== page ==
18 December 2017
Mini-LED revenue to reach $1bn in 2023, driven by digital displays and large-size TV backlighting
Due to the technological bottlenecks that make it harder to achieve commercialization of micro-LEDs in the short term (for example, Sony’s micro-LED display released in 2016, which was rather high cost), to realize mass production on a shorter time-scale LED makers have now turned to R&D on mini-LEDs, says LEDinside (a division of TrendForce).
In particular, due to the larger chip size of 100-200μm, companies can develop mini-LEDs using their existing equipment, with only small changes in the manufacturing process, notes the market research firm.
Mini-LED chips can be used for self-emitting displays and backlighting, says assistant research manager Simon Yang. With the potential to be adopted for TVs, mobile phones, automotive displays, digital displays etc, revenue is expected to reach $1bn in 2023. In particular, LED digital displays and large-size TVs will be the mainstream applications, it is reckoned.
For consumer electronics products, the cost of using mini-LED chips for a self-emitting display is too high, and the resolution may not meet the requirements of existing products. Companies hence aim to use mini-LEDs as backlights to replace traditional backlighting in LCD panels. Mini-LED backlighting can be used in TVs, mobile phones, automotive displays etc. LEDinside estimates that mini-LED backlighting demos could be released in 2018.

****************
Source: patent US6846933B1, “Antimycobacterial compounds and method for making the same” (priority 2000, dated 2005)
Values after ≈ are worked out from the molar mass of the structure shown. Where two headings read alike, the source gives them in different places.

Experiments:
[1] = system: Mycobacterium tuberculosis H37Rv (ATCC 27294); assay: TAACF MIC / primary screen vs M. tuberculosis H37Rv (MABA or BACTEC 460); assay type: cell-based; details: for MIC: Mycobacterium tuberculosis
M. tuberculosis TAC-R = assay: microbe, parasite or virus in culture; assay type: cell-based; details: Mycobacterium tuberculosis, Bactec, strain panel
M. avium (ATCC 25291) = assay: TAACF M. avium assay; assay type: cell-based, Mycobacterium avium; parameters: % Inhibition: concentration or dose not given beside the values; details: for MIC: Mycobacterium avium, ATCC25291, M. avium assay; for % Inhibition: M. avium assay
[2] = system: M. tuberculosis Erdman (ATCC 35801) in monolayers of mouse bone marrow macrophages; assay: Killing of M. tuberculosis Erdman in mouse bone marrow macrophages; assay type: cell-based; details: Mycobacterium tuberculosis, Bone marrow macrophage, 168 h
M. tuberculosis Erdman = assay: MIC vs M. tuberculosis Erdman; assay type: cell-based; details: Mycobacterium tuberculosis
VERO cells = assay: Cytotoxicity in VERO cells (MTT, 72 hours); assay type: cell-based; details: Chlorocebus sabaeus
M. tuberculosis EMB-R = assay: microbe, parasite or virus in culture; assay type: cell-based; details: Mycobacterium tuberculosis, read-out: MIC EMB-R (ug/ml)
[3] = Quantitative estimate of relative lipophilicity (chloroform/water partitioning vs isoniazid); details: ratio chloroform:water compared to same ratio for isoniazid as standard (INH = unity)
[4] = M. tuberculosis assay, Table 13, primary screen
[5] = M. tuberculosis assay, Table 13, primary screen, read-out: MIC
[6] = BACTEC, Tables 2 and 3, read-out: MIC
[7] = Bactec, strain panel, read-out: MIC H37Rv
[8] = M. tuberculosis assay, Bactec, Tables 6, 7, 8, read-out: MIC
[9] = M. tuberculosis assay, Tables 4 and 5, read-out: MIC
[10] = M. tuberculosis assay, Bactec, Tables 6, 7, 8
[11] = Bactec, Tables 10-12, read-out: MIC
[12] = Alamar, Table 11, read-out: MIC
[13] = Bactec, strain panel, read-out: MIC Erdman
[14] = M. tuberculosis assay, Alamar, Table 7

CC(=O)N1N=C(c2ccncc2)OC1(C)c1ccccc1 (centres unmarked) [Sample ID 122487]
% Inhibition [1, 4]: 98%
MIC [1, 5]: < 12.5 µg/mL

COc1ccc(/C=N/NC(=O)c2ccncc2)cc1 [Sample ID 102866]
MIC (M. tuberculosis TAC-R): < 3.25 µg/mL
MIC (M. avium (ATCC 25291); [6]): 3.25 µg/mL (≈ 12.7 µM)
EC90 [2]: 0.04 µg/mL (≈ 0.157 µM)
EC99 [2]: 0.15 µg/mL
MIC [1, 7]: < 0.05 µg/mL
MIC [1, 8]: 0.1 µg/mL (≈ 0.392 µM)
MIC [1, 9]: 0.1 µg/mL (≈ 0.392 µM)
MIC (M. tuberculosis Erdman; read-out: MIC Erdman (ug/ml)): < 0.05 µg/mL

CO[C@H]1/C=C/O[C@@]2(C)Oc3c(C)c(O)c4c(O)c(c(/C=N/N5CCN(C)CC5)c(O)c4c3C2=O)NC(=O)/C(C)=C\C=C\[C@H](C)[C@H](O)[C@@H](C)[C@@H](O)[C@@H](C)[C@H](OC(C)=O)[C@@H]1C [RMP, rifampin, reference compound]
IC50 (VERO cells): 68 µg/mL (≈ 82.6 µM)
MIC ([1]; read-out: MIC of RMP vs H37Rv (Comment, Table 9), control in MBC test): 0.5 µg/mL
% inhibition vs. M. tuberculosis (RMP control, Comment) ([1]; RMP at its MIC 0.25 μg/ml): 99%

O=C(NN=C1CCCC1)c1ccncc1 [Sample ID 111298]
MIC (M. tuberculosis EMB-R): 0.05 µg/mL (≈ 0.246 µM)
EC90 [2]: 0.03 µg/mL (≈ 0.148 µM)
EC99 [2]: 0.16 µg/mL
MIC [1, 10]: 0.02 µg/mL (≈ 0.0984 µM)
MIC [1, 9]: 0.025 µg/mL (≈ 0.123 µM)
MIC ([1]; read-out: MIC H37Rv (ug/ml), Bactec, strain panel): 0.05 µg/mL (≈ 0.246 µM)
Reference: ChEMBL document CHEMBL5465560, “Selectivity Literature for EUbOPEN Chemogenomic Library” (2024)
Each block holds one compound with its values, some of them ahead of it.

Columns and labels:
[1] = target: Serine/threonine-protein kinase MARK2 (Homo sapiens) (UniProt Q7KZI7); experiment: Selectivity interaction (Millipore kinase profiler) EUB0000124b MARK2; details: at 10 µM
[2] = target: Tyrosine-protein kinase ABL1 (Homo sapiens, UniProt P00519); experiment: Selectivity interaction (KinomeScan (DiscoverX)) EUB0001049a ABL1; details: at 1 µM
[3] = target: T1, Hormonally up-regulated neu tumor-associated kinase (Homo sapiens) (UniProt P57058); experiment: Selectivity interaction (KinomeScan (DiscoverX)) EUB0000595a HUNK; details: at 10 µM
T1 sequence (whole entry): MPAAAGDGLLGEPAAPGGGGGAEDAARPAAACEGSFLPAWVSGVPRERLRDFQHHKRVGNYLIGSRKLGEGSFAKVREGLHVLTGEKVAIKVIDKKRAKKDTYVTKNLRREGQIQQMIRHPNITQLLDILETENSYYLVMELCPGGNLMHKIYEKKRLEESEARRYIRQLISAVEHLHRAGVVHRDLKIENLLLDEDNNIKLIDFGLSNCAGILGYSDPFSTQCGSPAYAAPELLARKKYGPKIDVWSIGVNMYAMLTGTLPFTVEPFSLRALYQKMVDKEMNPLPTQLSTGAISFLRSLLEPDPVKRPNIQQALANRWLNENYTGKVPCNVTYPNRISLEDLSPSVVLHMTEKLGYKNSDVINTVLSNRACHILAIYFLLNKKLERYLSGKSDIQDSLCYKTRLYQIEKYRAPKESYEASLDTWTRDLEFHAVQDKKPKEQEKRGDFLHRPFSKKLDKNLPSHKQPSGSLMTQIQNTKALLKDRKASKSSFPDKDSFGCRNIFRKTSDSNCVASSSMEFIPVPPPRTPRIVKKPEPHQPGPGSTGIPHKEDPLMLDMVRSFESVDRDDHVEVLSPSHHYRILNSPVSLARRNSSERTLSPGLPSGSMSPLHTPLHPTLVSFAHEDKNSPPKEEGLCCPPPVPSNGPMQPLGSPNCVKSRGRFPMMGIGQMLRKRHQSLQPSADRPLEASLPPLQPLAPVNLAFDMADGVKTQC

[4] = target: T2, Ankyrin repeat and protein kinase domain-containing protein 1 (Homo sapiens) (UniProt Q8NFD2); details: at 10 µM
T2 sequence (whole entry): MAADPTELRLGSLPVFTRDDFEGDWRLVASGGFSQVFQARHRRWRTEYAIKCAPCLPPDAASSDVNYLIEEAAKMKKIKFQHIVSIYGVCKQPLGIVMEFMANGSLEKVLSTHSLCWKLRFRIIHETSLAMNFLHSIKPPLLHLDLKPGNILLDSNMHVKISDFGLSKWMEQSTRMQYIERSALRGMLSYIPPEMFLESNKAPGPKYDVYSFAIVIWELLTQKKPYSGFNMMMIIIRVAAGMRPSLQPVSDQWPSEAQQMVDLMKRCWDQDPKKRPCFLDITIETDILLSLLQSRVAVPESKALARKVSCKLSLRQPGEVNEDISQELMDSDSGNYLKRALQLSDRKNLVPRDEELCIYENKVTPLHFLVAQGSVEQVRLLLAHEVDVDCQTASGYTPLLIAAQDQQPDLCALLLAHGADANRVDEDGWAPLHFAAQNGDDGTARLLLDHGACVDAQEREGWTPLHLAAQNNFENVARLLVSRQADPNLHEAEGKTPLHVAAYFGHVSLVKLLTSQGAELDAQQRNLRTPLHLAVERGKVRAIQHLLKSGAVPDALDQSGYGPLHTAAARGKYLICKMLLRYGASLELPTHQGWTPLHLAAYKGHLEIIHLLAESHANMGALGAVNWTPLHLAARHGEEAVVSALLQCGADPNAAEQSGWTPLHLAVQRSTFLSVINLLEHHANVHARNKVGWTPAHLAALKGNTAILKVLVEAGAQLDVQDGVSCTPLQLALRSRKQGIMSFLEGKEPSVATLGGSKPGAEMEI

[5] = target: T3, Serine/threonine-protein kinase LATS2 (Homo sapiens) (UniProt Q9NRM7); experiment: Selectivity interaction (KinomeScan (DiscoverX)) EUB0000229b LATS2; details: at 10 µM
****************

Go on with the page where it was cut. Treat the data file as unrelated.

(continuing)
Due to advantages such as high brightness and higher-dynamic-range imaging, it is possible for high-end TV products to adopt mini-LEDs. In terms of applications in mobile phones, mini-LED-equipped products can realize high contrast and high brightness similar to organic light-emitting diode (OLED) products, notes LEDinside. Together with local dimming, mini-LEDs are likely to compete with OLEDs in terms of performance and price.
Companies worldwide actively involved in developing mini-LED products include chip makers such as Epistar, Lextar, San’an Optoelectronics, and HC SemiTek; packaging companies such as Everlight Electronics, Advanced Optoelectronic Technology, Harvatek, and Seoul Semiconductor; IC designers such as Macroblock and Radium Semiconductor; and Taiwan-, China- and South Korea-based LCD panel makers such as AU Optronics and Innolux Corp. China-based LED fine-pixel-pitch display maker Leyard Optoelectronic is also interested in adopting mini-LED chips.
However, there are still challenges for the development of mini-LEDs. High cost is a major concern, since mini-LED products use more chips, leading to higher costs in pick & place and bonding processes, as well as longer processing time and higher risks of a low yield rate. In addition, a mini-LED needs greater optical distance, which adds to the difficulty in making the products thinner, LEDinside notes.